Seasoned leaders understand that stress can cause short-term productivity loss and, if left unaddressed, systemic efficiency and quality issues. It can also have a negative impact on both employee engagement and customer loyalty. To be effective, they must understand employee well-being triggers and monitor them as closely as they would any quantitative financial metric.
Change factors, specifically those that impact daily work, are among the biggest employee stressors. These include:
- Changes to Vision/Strategy: When leaders waffle on the company’s vision it sends a message of uncertainly to employees. When they make a series of unplanned alterations to operational strategy it conveys a lack of competence. While the pace of business is faster than ever before, there is a big difference between making nimble adjustments to counter an uncontrollable external force and completely abandoning your long-term strategy in reaction to blip in the market. Leaders should consistently communication the “why” behind their vision and the “what” of their strategy and have a solid rationale for any deviation.
- Adjustments to Scope: Employees expect strategy to be translated into key projects and goals. Nothing is more stressful than having the scope of your project or key aspects of your work changed without reason. It’s understandable that internal or external customers may revised their needs and employees should be accommodating, but it’s critical that leaders explain why changes to scope were made and then ensure that goals and incentives are realigned to ensure employees are appropriately rewarded.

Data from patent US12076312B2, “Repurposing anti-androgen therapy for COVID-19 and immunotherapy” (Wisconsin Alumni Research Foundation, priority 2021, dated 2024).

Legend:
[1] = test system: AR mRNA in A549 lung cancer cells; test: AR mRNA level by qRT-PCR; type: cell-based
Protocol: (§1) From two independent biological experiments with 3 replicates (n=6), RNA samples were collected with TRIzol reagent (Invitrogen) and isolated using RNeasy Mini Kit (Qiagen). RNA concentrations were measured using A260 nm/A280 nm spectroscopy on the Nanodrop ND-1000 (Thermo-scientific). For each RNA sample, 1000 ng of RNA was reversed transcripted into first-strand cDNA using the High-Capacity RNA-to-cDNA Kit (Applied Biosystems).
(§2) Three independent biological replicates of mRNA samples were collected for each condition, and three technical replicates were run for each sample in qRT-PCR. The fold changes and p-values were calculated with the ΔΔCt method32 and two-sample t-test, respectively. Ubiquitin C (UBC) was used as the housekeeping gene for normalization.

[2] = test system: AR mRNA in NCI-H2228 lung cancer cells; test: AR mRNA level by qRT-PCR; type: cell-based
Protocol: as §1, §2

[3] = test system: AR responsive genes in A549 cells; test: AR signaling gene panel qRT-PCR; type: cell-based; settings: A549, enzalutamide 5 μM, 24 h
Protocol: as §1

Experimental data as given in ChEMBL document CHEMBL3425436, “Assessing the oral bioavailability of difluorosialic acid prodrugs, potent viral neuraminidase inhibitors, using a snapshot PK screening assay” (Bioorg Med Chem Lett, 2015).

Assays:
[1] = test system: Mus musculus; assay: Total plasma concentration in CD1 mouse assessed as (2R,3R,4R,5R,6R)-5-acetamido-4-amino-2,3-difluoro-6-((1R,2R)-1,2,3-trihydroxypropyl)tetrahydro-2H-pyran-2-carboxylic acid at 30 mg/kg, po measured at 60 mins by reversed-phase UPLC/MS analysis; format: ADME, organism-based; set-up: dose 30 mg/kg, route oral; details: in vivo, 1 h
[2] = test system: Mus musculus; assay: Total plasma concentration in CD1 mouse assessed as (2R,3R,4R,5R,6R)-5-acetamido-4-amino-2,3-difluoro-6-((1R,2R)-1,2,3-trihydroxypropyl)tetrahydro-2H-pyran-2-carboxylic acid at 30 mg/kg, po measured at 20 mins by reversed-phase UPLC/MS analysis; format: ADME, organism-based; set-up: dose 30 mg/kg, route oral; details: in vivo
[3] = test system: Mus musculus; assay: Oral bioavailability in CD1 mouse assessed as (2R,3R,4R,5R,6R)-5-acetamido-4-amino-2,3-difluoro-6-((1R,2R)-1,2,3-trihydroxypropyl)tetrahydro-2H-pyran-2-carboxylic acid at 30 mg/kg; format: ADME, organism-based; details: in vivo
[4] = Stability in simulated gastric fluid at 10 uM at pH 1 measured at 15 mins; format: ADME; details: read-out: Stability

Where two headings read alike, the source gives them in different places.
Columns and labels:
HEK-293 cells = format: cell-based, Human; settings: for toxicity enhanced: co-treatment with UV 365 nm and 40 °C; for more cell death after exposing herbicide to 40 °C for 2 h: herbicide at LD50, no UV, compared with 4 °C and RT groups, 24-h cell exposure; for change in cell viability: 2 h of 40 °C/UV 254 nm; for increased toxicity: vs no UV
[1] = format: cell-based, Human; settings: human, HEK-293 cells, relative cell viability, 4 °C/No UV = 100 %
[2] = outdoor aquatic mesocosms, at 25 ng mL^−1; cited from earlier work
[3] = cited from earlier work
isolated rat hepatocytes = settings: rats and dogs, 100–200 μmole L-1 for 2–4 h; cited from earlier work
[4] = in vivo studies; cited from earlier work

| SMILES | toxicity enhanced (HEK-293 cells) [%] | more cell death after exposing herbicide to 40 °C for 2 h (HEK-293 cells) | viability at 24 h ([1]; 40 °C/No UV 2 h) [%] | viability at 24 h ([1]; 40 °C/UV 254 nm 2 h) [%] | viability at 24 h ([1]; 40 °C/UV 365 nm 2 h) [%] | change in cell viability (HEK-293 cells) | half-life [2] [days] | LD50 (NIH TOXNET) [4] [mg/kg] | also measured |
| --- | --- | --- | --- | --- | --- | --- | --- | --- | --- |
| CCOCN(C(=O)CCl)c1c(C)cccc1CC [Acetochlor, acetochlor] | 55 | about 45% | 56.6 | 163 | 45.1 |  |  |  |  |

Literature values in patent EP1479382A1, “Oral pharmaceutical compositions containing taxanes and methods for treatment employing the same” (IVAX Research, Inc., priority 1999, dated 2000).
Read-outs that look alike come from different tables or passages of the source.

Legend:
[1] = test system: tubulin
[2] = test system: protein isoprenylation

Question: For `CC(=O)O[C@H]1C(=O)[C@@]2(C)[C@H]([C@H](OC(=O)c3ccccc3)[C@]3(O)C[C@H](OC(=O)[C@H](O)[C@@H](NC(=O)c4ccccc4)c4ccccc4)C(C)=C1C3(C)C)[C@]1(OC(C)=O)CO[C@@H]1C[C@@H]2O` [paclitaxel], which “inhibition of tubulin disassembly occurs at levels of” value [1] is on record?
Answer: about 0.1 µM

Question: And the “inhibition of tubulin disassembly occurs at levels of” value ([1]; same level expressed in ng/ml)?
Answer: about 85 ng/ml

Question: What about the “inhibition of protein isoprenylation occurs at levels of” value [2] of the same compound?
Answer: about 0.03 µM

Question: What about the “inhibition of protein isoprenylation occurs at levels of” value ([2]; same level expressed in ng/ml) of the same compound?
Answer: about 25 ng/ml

- Time / Deadline Crunches: Having the goalposts moved mid game is incredibly stressful. Once a time frame for a deliverable has been set leaders should honor that agreement. Again, sometimes flexibility is needed to meet a key customer demand, but this should be an exception. If timelines must be accelerated, leaders should ensure employees have the tools, talent, and resources to meet the new challenge.
All jobs can be stressful. The trick to reducing its impact can be found in clarity of focus, consistency of approach, and transparency in communication. Leaders who are known to operate with these high-performance behaviors earn the loyalty of their employees…a critical asset when times actually call for rapid transitions.
Before taking or leaving a job, consider how well your manager leads in times of stability and in times of change.
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